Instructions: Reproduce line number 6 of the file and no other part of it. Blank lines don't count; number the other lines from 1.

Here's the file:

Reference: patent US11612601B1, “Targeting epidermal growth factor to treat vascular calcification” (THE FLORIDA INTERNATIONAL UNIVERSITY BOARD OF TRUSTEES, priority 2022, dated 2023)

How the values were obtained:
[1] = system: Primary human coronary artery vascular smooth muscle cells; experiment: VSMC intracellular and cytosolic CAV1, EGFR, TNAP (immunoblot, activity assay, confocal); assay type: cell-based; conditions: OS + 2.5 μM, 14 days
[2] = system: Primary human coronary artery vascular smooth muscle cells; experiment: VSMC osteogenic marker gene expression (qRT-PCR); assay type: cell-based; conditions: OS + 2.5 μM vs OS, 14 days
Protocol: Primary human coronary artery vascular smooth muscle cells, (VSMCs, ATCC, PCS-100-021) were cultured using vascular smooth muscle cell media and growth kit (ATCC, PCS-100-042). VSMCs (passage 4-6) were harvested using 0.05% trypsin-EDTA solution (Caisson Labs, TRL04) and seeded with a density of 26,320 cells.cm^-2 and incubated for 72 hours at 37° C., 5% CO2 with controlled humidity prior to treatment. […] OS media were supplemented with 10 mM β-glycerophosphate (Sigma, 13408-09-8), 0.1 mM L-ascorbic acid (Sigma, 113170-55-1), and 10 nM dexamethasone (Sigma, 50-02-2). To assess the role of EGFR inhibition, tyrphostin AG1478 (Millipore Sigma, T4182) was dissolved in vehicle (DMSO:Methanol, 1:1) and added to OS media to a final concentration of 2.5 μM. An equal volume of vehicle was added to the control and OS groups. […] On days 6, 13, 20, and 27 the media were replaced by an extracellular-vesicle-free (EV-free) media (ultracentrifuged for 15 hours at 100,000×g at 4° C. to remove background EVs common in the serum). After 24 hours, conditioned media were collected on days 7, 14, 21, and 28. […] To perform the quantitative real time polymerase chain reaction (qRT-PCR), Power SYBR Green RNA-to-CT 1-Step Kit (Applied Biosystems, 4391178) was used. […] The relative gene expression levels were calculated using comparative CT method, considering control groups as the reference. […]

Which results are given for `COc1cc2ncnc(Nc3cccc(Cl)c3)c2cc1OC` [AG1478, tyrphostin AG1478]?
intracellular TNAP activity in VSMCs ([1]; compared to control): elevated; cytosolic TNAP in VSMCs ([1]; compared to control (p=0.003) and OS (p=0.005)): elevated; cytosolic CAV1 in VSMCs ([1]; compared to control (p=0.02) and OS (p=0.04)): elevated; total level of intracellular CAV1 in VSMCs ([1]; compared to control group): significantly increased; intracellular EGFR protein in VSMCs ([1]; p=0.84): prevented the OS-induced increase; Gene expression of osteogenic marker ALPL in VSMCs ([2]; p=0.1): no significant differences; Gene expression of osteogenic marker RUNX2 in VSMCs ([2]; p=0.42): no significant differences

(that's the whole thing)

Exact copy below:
Which results are given for `COc1cc2ncnc(Nc3cccc(Cl)c3)c2cc1OC` [AG1478, tyrphostin AG1478]?